Why Is The Height Of A VHF Radio Antenna Important

VHF Radios: How to Optimize Performance for Clear, Reliable Communications

When temps start to rise, and everyone wants to have fun in the sun, owning a boat can be a great way to cool off and enjoy an adventure with family and friends. You can get a great deal, especially near the end of a model year, and given the variety of different financing adventures, owning a boat might be more affordable than you think. Even if you can’t afford a bigger boat, a used outboard motor can turn a simple rowboat into a craft that’s sure to be at the heart of your family’s summer lifestyle for years to come. However, as any seasoned boat owner can tell you, the right equipment is the cornerstone of maritime safety.

What is a VHF radio, and why do I need one?

A VHF radio is the centerpiece of your boat’s safety gear. VHF stands for very high frequency and refers to the wavelength of the signals these kinds of radios emit. Their longer wavelength signals can travel farther than UHF (ultra-high frequency) signals, so they are predominantly used outdoors. Groundskeeping crews or security guards patrolling outside an arena might use VHF radios to stay in contact with one another. They’re also popular on golf courses and widely used in aviation and boating.

In case of a maritime emergency, a VHF radio is your best option for getting help. In fact, although federal boating regulations don’t include VHF radios on their list of required equipment, most insurers strongly advise boat owners to keep a VHF radio on board, understand how to use it, and ensure it is functioning properly by including it in a pre-launch checklist.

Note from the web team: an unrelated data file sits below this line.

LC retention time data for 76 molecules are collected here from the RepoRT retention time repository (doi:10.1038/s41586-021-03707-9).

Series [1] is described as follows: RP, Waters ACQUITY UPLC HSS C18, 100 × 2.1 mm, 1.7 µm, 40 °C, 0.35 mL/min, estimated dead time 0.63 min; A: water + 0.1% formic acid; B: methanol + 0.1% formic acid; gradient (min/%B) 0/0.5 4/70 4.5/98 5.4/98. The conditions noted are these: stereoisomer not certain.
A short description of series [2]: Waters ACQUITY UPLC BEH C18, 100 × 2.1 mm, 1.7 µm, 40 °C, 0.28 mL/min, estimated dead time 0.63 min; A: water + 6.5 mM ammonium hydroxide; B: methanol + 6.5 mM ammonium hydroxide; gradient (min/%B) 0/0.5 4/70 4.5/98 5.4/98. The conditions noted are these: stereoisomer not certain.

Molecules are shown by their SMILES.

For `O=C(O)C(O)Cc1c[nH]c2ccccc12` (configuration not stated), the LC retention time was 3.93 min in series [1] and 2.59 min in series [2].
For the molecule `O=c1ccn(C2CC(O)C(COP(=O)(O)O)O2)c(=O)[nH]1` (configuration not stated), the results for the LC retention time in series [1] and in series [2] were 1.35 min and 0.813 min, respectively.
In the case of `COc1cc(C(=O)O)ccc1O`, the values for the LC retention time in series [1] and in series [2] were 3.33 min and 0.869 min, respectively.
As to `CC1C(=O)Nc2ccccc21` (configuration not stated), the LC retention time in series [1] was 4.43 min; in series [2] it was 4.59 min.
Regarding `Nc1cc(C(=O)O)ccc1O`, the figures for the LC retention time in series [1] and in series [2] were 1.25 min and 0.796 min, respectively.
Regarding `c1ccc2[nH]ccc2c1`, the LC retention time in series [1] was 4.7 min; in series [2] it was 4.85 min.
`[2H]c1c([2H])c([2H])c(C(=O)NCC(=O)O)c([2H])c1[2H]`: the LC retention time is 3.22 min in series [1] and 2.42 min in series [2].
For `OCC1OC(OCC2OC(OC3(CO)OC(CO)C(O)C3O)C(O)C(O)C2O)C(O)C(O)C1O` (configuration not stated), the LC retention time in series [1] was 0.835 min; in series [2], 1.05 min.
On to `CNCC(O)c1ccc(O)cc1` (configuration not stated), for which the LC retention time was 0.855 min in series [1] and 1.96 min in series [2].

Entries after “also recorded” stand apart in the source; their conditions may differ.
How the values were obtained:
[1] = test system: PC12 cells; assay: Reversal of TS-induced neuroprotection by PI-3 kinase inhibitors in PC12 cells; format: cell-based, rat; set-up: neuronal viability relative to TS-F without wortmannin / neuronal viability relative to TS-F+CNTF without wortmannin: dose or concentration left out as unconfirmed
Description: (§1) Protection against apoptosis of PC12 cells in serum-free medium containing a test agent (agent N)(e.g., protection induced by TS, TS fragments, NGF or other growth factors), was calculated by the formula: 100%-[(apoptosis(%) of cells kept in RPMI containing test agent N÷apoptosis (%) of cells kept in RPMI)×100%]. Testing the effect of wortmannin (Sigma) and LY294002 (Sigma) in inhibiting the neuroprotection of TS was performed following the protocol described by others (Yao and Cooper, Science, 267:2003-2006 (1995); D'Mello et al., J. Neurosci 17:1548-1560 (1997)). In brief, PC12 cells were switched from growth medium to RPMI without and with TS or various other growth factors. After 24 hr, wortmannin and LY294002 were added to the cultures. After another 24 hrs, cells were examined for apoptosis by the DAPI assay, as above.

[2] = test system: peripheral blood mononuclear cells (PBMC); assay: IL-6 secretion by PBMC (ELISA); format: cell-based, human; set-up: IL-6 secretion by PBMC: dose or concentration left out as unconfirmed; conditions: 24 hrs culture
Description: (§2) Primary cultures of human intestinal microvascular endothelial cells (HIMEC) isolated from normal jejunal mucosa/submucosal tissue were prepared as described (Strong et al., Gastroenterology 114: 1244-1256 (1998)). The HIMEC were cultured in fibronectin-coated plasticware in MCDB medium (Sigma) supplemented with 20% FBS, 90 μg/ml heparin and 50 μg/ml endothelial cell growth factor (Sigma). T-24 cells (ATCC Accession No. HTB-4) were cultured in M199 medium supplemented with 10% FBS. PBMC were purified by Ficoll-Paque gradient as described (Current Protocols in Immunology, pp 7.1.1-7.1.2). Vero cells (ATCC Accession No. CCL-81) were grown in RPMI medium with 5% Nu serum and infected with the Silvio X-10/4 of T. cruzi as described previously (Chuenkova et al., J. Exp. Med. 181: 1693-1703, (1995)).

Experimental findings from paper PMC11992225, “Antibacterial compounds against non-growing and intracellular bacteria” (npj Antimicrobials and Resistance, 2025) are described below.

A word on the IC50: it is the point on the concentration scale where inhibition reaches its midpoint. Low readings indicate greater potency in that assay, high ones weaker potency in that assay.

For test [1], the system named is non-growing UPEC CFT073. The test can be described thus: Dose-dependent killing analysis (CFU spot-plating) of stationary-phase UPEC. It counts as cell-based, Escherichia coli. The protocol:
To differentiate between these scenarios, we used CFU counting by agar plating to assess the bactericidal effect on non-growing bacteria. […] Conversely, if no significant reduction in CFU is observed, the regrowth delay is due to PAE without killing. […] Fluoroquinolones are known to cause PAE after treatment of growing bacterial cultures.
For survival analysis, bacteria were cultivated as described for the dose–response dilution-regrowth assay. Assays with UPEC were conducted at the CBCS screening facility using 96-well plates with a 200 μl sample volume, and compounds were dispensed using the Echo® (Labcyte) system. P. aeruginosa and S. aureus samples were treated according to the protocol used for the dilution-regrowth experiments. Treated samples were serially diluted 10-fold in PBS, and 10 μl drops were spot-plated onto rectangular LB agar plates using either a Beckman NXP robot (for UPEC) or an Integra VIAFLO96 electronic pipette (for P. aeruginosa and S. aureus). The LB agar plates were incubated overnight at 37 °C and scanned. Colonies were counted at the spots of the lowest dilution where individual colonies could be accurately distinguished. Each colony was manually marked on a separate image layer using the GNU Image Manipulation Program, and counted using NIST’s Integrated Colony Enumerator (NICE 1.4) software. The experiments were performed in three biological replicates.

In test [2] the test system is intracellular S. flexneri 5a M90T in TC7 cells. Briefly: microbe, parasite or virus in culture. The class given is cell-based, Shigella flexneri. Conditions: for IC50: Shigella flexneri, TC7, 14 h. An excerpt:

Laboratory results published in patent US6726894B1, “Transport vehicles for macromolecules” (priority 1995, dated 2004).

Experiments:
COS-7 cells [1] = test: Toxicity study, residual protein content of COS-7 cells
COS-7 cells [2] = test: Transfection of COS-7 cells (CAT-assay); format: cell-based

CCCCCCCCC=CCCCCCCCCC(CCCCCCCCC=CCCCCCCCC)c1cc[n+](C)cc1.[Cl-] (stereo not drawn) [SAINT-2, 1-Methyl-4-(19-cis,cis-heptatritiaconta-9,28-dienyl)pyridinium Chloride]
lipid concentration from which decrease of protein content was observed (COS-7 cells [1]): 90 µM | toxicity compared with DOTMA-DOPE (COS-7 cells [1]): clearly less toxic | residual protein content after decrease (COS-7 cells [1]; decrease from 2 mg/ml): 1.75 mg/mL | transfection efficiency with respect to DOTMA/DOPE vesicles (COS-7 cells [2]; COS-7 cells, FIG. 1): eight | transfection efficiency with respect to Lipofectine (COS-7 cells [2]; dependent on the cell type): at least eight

Additionally, VHF radios are a convenient, effective way of communicating with other boaters in non-emergency situations. Whether you want to warn a nearby boat about potentially hazardous conditions, ask a question about local communities onshore, or get information about a nearby marina, your VHF radio keeps you in touch with your fellow boat captains.

Getting to Know Your VHF Radio

Whether you have a powerboat, pontoon, or fishing boat, being familiar with the key components of your VHF radio is an important aspect of operating your watercraft safely and responsibly. If you understand how your radio works, you’ll be more comfortable using it, and if it should malfunction, you’ll be better prepared to troubleshoot the problem.

Your VHF equipment might be stationary, with a radio and a separate hand-held microphone, or portable, with radio, microphone, and all other components contained in a compact, handheld unit. Generally, the following parts comprise a VHF communication system:

  • A power source. Stationary units are hard-wired to the boat’s power, while portable units run on batteries
  • The radio unit, which contains a receiver and a transmitter that allow you to send and receive signals. The radio features and an LCD which shows the current volume and channel as well as other information (for example, battery life in the case of portable models). It also has controls that allow you to use the radio: for example, you can select the channel, adjust the volume, switch between receiving and transmitting, and so on.
  • The antenna, which extends the receiver’s ability to pick up signals. Best practices call for keeping a backup antenna on board in case your main antenna is damaged
  • A DSC controller, which gives your boat a unique digital identifier called an MMSI or maritime mobile service identity. The DSC controller also handles distress calls
  • An automatic identification system (present in more advanced units) that uses a GPS receiver to transmit location coordinates and other information such as destination and MMSI.

For Optimal VHF Radio Performance, Do These Things